Hawkins said the bill was necessary to protect Kansas children from “life-altering” and permanent changes.
“Children are not fully able to weigh the risks and consider the long-term ramifications that occur from these mutilation procedures,” Hawkins said.
The legislation goes against the advice of health care organizations, including the American Medical Association and the American Academy of Child and Adolescent Psychiatry. Both of the organizations say banning gender-affirming care for transgender minors is damaging and not rooted in science.
The House passed the bill 70-52 and the Senate sent the legislation to Kelly with a vote of 23-12.
Kelly also vetoed Senate Bill 228. The original form of the bill was designed to help overburdened county jails receive reimbursement for housing costs, but lawmakers later rolled parts of the “women’s bill of rights” into the legislation.
In many counties, people deemed a danger to themselves or others are reviewed by the district attorney’s office, and are sent to the county jail until a hospital bed is ready.
Due to mental health care worker shortages and small numbers of mental health beds for patients, community hospitals and jails in western Kansas have had to pick up the slack, housing mentally unstable patients without state reimbursement.
SB 228 provides reimbursement to counties for the costs of housing people awaiting examination, evaluation or treatment for competency. However, lawmakers amended the bill to clarify men and women should always be kept in separate rooms, defining females as those born with the ability to produce eggs for reproduction and males as those born with “biological reproductive systems” meant to fertilize these eggs.
Bill critics say this new provision creates problems for transgender women and intersex people, and is overly burdensome to jails, many of which aren’t equipped with any processes to implement this sort of separation.
Hawkins said the bill was needed to protect female prisoners though there is already gender separation in jails.
“Governor Kelly’s veto of SB 228 puts women in danger by ensuring that female prisoners are housed with biologically male prisoners,” Hawkins said.
The bill passed the House 86-37 and the Senate 33-3.
School field trips
Kelly also vetoed Senate Substitute for House Bill 2138, a bill which passed the Senate 28-10 and the House 84-39. The bill would have required local school boards to implement requirements separating students based on “biological sex” during school-sponsored overnight stays.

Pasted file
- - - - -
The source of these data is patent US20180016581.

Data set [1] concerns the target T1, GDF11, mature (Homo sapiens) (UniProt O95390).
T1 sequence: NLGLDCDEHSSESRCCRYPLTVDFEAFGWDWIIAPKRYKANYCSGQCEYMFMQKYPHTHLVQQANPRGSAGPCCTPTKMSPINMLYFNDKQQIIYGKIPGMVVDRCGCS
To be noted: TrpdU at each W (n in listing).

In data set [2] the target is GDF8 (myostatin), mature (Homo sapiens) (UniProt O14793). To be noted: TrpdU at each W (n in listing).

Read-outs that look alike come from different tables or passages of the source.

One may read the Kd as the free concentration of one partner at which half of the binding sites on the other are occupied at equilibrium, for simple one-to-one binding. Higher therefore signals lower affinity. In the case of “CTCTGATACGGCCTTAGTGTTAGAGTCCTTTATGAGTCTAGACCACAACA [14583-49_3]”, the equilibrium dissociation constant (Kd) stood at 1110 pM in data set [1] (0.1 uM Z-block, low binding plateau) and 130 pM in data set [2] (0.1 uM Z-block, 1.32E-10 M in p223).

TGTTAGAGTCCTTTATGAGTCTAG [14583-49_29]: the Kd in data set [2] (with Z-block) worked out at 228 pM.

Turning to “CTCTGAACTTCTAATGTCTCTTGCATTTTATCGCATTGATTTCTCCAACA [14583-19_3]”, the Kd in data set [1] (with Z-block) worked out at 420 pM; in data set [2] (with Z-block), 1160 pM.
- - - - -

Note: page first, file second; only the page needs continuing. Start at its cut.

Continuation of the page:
The bill defines biological sex as “reproductive potential or capacity, such as sex chromosomes, naturally occurring sex hormones, gonads and non-ambiguous internal and external genitalia present at birth.” If enacted, it’s not clear how this policy would be enforced without intrusive genital checks.
Hawkins defended the bill, calling Kelly’s veto an example of her veering “dangerously left.”
“This commonsense legislation is well supported in the House and we are ready to act so that Kansas parents can trust their children will be ensured safety and privacy while traveling with their school district,” Hawkins said.
Senate Minority Leader Dinah Sykes, a Lenexa Democrat, said the bill would hurt school districts.
“This bill would force districts to adopt outdated and rigid policies that will make activities extremely burdensome to plan, from a district perspective, and much harder to access for families,” Sykes said. “It also takes an issue that can be – and currently is – solved at the level closest to the student to a level that inherently cannot include nuance and grace that our kids deserve.”
House Minority Leader Vic Miller said Kelly was right to veto bills that would damage Kansas families and the state economy.
“Kansas has money in the bank. Most Republicans in the legislature seem to be okay using that excess revenue to defend unconstitutional, discriminatory legislation in court where it’s nearly guaranteed to lose, as it has in other states already,” Miller said. “Seems like a complete waste of taxpayer money, but okay. That’s why I am not a Republican.”
Senate President Ty Masterson, R-Andover, said Kelly’s latest round of vetoes showed she had veered from a moderate path and into a “far-left” ditch. He used the popular Republican rhetoric of the “woke agenda” in describing Kelly’s vetoes, though he and other Republicans have yet to give a definition of what “woke” means.
“By any reasonable standard, governing from the middle of the road should include ensuring vulnerable children do not become victims of woke culture run amok,” Masterson said.